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Yoga for Athletes

Gain core strength, balance and concentration

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Updated October 01, 2012

Looking for a new way to get in your resistance work? You might be surprised to find that yoga makes a perfect companion for athletes of all sports as well as the ‘jack-of-all-trade’ fitness enthusiasts. Yoga can help you develop better a breathing technique while it improves your balance, flexibility, core strength, and endurance.

Benefits of Yoga for Athletes:

  1. Develop Deep, Relaxed Breathing
    If you participate competitively in sport or simply join the occasional fun run on a whim you are aware of the impact breathing can have on performance. Deep, relaxed breathing is the foundation of reducing performance anxiety and improving concentration. Yoga will help you develop a habit of breathing correctly. Yoga practice integrations the mind-body connection and athletes can benefit from this combination of skills training.
  2. Increase Core Strength
    Yoga poses are all about building core strength. The slow, focused movements require a strong mid-section and the isometric contractions of many exercises will add a new form of resistance training to your typical machine-based workouts.
  3. Increase Flexibility and Range of Motion
    Yoga routines incorporate slow, steady flexibility exercise that is ideal for athletes. Frequent yoga training may increase flexibility, and range of motion while relieving muscle tension. Whether you are a runner or a golfer, improved range of motion can often help improve performance.
  4. Improve Balance
    Yoga is a perfect way to incorporate balance exercises into your training routine. Balance exercises are often overlooked by athletes, but are one of the most effective ways to correct muscle imbalance or body mechanic problems. With most sports and weight training routines you tend to perform repetitive motions that develop some muscle groups while others are ignored. Yoga can fix these imbalances.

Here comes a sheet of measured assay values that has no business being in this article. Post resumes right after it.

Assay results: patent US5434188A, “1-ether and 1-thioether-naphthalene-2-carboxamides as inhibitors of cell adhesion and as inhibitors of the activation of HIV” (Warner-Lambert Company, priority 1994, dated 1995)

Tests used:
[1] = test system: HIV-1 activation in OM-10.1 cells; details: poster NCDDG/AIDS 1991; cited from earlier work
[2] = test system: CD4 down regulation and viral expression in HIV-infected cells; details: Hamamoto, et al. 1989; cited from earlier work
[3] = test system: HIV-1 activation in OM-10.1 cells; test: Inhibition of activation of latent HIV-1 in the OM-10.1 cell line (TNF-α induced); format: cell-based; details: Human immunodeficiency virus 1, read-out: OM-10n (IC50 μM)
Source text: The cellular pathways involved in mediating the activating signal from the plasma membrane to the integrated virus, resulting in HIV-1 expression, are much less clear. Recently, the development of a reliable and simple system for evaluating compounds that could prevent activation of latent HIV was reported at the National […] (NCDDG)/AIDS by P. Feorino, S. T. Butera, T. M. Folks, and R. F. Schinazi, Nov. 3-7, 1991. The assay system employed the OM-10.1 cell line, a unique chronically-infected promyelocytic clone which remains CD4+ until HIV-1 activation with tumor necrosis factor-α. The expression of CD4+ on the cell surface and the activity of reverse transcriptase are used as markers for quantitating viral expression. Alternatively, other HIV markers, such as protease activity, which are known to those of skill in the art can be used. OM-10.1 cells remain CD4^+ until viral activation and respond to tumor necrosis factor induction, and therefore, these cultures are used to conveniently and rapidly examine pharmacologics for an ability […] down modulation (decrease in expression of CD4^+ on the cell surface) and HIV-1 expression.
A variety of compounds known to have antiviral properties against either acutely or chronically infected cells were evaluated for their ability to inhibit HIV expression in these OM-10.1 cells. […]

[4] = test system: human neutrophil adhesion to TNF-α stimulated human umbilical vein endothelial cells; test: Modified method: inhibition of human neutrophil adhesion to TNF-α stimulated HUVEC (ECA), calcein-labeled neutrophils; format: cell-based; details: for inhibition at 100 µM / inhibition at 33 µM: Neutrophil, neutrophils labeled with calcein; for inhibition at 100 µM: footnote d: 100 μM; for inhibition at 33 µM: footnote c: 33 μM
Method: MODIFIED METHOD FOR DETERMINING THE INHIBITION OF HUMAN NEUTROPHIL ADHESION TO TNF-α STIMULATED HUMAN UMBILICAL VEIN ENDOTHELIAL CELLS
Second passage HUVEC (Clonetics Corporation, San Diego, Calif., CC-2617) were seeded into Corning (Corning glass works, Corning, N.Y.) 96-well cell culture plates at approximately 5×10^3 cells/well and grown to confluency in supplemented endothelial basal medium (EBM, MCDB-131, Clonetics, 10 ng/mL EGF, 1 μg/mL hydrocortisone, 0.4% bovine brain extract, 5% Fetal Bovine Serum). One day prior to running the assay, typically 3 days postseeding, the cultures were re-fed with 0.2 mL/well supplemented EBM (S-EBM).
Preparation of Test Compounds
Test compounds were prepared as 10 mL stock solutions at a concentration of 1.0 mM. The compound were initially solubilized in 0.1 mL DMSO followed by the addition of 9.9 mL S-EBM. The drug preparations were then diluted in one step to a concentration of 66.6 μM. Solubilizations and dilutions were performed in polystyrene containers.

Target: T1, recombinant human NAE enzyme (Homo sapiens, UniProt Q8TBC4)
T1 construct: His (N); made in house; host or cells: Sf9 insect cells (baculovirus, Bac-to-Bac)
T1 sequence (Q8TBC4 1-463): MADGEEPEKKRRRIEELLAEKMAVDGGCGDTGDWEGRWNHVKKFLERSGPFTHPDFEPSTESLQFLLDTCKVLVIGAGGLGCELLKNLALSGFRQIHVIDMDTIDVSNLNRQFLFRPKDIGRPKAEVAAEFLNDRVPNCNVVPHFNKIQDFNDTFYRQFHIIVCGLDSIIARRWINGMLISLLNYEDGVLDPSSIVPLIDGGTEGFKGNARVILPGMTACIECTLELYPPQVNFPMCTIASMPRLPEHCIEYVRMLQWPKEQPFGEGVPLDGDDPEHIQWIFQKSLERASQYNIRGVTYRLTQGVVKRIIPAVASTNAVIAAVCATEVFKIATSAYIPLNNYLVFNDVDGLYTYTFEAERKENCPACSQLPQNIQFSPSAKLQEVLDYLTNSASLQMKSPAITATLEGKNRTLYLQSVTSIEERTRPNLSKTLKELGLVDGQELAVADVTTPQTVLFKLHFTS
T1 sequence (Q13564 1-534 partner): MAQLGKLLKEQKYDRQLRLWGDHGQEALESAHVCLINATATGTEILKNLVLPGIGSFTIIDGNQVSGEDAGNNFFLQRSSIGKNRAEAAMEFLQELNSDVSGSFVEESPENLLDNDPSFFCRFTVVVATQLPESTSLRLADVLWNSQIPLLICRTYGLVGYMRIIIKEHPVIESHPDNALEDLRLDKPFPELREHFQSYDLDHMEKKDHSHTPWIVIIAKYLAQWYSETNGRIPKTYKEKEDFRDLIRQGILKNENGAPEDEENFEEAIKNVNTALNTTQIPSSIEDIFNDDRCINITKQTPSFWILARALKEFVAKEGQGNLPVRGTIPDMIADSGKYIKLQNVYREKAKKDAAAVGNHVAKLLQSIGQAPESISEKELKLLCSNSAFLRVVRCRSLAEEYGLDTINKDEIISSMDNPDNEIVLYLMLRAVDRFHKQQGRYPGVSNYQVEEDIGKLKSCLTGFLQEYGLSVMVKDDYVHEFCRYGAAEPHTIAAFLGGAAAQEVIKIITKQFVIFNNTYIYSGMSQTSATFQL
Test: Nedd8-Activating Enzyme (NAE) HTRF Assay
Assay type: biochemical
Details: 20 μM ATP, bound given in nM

5. It’s Great Cross Training
    Yoga is a great low-impact way to cross train. Cross training is necessary for athletes who do the same sport or exercise routine year-round. Adding new exercises can help reduce injury, relieve training boredom, add variety and help recover from hard aerobic or strength workouts. Yoga can be done at a high or low intensity and there are hundreds of postures that can provide a workout for any athletic need.
  6. Something for Everyone
    There are many styles of yoga that range from very dynamic, active, movements that go from one posture to another (and result in a thorough aerobic workout) to more slow-paced practices that hold postures for several minutes and form an intense strength training and balance workout.

While yoga is an excellent exercise option, it isn't without risk. Be sure to review the Tips for preventing Yoga Injuries.

While much of the benefit from yoga practice is still based upon subjective feedback from participants, more research is looking closely at positive health outcomes from yoga. Studies reported by the National Center for Complementary and Alternative Medicine of the National Institutes of Health, [nccam.nih.gov] have linked yoga practice with decreased low back pain and less reported chronic pain from arthritis, headaches, and carpal tunnel syndrome, as well as lower blood pressure, heart, breathing rates, and reduced insomnia.

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